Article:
This year’s Venice offers the most heavy-duty fest lineup since, mmm, who can count that far, as if half the world’s big-ticket auteurs would rather take a gondola than party on a yacht. Maybe none intrigue more than Evil Does Not Exist, a surprise feature by Ryūsuke Hamaguchi and follow-up to 2021’s Wheel of Fortune and Fantasy / Drive My Car double bill. (That’s maybe the single best one-two a director’s had in my lifetime, much as your mileage may vary.) If fittingly little’s been said, we now have insight from an especially unique angle: a second Hamaguchi feature for 2023, itself a spin on the soon-debuting film.
Belgium’s Film Fest Gent have announced they will debut Hamaguchi’s Gift on October 18, noting it “was developed in conjunction with Hamaguchi’s new feature film Evil Does Not Exist, which takes a different approach to the same footage and scenario.” Of equal note: Eiko Ishibashi, who brilliantly scored Drive My Car––and with whom we had an involved conversation last year––will accompany this premiere with a live score.
Read Gift‘s synopsis below, which itself suggests the direction we might expect from Evil Does Not Exist, and the first image:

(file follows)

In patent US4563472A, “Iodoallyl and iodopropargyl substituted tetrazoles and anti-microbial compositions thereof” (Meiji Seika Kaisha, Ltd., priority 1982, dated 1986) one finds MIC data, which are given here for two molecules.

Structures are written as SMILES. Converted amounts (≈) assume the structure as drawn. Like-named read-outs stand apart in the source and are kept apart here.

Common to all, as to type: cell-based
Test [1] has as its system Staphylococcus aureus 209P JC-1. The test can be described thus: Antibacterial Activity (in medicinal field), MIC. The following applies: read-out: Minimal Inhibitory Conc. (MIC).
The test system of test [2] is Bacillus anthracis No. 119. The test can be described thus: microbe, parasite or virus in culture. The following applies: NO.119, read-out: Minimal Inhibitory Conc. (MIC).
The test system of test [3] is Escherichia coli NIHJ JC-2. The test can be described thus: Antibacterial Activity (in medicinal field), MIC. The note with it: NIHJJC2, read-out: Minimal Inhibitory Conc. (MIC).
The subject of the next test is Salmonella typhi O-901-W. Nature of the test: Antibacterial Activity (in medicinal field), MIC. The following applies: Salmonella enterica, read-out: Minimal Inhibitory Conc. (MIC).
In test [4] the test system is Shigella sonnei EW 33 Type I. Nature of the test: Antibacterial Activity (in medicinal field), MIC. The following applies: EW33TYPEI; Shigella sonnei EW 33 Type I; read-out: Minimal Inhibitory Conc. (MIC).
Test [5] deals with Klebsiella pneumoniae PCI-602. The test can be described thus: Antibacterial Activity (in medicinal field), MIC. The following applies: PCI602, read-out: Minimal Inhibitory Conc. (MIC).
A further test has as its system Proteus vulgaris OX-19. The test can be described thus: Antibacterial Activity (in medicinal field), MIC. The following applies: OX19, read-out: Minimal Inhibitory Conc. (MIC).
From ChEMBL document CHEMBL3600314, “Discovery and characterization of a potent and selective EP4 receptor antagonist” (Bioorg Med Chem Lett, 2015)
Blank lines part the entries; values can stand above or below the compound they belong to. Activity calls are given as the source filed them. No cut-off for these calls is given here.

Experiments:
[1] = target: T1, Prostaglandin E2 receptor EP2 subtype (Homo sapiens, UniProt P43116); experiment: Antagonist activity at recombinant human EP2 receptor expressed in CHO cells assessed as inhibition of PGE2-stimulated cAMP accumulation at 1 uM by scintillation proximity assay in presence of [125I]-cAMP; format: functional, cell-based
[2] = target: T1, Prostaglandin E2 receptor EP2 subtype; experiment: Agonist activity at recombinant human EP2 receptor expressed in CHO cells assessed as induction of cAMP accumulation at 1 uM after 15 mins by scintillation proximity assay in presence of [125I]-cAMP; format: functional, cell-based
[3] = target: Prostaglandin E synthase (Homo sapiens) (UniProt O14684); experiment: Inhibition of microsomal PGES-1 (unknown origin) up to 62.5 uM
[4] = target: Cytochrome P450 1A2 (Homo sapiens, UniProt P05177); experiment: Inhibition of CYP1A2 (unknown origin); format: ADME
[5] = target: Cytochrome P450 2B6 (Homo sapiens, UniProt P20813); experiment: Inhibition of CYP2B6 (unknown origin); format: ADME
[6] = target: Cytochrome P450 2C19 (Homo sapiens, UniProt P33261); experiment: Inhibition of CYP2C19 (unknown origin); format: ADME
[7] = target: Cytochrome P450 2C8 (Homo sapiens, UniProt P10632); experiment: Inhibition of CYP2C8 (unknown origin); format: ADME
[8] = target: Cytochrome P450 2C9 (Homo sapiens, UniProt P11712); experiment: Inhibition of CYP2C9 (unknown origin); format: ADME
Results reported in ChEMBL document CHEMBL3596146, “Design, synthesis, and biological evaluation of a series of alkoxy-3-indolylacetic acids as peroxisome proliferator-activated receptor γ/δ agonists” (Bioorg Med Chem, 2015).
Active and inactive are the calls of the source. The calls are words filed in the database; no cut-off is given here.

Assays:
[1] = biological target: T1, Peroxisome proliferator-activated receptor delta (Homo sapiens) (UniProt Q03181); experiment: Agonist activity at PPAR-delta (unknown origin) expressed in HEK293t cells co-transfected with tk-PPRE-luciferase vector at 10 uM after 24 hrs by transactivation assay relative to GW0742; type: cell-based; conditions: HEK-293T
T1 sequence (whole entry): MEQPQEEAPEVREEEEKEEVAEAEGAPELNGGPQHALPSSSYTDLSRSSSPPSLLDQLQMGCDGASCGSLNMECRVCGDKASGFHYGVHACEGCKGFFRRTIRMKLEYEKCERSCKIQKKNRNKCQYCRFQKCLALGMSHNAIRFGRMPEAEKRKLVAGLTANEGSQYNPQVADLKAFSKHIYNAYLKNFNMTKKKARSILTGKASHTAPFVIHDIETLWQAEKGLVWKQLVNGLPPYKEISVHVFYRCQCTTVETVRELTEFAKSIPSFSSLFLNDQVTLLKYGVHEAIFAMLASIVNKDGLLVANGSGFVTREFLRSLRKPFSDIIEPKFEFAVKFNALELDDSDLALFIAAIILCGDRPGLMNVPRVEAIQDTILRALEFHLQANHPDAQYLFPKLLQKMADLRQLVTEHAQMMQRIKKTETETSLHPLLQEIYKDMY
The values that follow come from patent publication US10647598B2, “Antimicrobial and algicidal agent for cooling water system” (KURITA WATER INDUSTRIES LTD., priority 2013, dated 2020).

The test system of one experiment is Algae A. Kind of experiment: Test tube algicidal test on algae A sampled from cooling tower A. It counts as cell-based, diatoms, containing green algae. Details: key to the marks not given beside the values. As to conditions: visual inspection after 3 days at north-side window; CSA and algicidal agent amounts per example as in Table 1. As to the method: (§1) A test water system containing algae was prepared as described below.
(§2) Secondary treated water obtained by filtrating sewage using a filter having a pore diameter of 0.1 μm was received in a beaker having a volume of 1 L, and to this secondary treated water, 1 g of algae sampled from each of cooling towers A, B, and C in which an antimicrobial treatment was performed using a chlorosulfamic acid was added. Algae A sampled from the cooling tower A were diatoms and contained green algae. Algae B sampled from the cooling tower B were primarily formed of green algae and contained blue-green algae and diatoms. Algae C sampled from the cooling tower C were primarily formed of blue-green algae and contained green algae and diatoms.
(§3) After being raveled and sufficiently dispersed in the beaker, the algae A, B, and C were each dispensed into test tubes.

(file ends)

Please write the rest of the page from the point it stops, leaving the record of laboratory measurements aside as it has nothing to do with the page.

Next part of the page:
Written and directed by Oscar nominee Ryûsuke Hamaguchi, Gift is set in Mizubiki Village in Nagano, a town located on a plateau rich in nature not so far from Tokyo. The number of immigrants is on the rise, with very gradual development. Takumi and his daughter Hana, who have lived there for generations, lead a modest life, following the cycle of nature. One day, a plan is hatched to build a glamping site near Takumi’s house: an entertainment agency, which has fallen into financial difficulties due to the COVID disaster, has obtained a government subsidy and plans to set up a glamping site. However, the discovery that they intend to discharge sewage into the village water source causes unrest in the village, and the aftermath affects Takumi’s life as well.